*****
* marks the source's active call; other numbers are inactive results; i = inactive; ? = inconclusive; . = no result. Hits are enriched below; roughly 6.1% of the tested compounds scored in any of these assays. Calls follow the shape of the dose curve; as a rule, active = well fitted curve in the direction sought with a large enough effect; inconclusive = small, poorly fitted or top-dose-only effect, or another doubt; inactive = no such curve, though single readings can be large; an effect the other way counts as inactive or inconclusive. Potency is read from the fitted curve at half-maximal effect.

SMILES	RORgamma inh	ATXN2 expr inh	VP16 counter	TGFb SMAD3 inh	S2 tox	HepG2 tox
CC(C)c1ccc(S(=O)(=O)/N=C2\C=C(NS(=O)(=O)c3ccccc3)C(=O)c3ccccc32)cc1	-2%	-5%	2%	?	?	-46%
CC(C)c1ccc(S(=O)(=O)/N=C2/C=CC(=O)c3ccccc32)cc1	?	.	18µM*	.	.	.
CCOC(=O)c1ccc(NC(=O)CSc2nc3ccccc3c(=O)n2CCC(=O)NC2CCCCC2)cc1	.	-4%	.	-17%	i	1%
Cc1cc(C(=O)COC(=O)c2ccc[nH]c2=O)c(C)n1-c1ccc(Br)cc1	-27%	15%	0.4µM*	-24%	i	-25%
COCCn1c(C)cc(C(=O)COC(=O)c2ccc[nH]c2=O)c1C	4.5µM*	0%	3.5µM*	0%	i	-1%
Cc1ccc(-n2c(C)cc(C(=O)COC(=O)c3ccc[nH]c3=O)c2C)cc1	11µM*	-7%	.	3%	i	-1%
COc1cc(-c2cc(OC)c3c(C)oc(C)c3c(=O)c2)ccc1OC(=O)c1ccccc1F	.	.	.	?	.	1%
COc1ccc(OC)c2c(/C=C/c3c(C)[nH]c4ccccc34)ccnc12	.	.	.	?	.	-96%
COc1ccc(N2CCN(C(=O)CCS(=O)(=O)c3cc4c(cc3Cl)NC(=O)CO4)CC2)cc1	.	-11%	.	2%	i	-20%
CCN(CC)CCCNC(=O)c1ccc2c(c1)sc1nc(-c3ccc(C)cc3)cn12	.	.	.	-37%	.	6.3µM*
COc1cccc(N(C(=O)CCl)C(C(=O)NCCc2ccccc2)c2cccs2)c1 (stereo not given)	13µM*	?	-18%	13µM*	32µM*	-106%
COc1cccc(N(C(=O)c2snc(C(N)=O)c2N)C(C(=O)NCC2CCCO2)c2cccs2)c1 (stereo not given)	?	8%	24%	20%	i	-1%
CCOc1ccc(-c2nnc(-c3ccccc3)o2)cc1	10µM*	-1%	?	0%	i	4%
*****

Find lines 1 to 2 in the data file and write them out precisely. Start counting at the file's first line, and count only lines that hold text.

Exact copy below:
* marks the source's active call; other numbers are inactive results; i = inactive; ? = inconclusive; . = no result. Hits are enriched below; roughly 6.1% of the tested compounds scored in any of these assays. Calls follow the shape of the dose curve; as a rule, active = well fitted curve in the direction sought with a large enough effect; inconclusive = small, poorly fitted or top-dose-only effect, or another doubt; inactive = no such curve, though single readings can be large; an effect the other way counts as inactive or inconclusive. Potency is read from the fitted curve at half-maximal effect.

SMILES	RORgamma inh	ATXN2 expr inh	VP16 counter	TGFb SMAD3 inh	S2 tox	HepG2 tox